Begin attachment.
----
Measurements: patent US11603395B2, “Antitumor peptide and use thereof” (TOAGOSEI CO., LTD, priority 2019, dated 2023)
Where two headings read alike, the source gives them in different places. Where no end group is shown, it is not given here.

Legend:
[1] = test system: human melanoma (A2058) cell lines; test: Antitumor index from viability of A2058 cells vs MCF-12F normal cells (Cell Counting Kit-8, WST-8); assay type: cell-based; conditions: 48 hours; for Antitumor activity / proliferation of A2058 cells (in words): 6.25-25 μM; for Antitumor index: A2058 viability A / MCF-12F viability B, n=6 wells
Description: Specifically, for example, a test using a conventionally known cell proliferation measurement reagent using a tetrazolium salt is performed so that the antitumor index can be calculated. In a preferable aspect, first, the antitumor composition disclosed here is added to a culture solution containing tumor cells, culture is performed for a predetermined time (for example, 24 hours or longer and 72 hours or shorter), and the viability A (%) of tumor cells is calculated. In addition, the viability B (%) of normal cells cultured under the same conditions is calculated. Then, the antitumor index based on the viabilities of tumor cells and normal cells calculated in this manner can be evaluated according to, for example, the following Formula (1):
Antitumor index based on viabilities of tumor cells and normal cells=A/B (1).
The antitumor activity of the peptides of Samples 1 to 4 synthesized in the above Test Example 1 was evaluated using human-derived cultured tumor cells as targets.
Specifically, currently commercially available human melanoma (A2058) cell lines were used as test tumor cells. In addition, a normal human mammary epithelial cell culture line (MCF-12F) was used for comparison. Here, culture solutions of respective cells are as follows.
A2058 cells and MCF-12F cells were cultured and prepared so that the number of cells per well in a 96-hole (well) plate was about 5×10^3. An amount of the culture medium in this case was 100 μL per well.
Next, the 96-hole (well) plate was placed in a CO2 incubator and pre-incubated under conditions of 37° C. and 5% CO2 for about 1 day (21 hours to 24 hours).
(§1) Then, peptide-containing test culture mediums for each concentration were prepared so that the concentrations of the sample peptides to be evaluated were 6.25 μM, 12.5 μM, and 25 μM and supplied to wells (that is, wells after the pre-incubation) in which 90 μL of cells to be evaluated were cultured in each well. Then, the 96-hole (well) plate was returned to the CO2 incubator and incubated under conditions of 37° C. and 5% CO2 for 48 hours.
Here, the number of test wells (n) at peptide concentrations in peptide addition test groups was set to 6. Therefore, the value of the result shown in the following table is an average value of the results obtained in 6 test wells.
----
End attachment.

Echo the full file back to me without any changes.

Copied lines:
Measurements: patent US11603395B2, “Antitumor peptide and use thereof” (TOAGOSEI CO., LTD, priority 2019, dated 2023)
Where two headings read alike, the source gives them in different places. Where no end group is shown, it is not given here.

Legend:
[1] = test system: human melanoma (A2058) cell lines; test: Antitumor index from viability of A2058 cells vs MCF-12F normal cells (Cell Counting Kit-8, WST-8); assay type: cell-based; conditions: 48 hours; for Antitumor activity / proliferation of A2058 cells (in words): 6.25-25 μM; for Antitumor index: A2058 viability A / MCF-12F viability B, n=6 wells
Description: Specifically, for example, a test using a conventionally known cell proliferation measurement reagent using a tetrazolium salt is performed so that the antitumor index can be calculated. In a preferable aspect, first, the antitumor composition disclosed here is added to a culture solution containing tumor cells, culture is performed for a predetermined time (for example, 24 hours or longer and 72 hours or shorter), and the viability A (%) of tumor cells is calculated. In addition, the viability B (%) of normal cells cultured under the same conditions is calculated. Then, the antitumor index based on the viabilities of tumor cells and normal cells calculated in this manner can be evaluated according to, for example, the following Formula (1):
Antitumor index based on viabilities of tumor cells and normal cells=A/B (1).
The antitumor activity of the peptides of Samples 1 to 4 synthesized in the above Test Example 1 was evaluated using human-derived cultured tumor cells as targets.
Specifically, currently commercially available human melanoma (A2058) cell lines were used as test tumor cells. In addition, a normal human mammary epithelial cell culture line (MCF-12F) was used for comparison. Here, culture solutions of respective cells are as follows.
A2058 cells and MCF-12F cells were cultured and prepared so that the number of cells per well in a 96-hole (well) plate was about 5×10^3. An amount of the culture medium in this case was 100 μL per well.
Next, the 96-hole (well) plate was placed in a CO2 incubator and pre-incubated under conditions of 37° C. and 5% CO2 for about 1 day (21 hours to 24 hours).
(§1) Then, peptide-containing test culture mediums for each concentration were prepared so that the concentrations of the sample peptides to be evaluated were 6.25 μM, 12.5 μM, and 25 μM and supplied to wells (that is, wells after the pre-incubation) in which 90 μL of cells to be evaluated were cultured in each well. Then, the 96-hole (well) plate was returned to the CO2 incubator and incubated under conditions of 37° C. and 5% CO2 for 48 hours.
Here, the number of test wells (n) at peptide concentrations in peptide addition test groups was set to 6. Therefore, the value of the result shown in the following table is an average value of the results obtained in 6 test wells.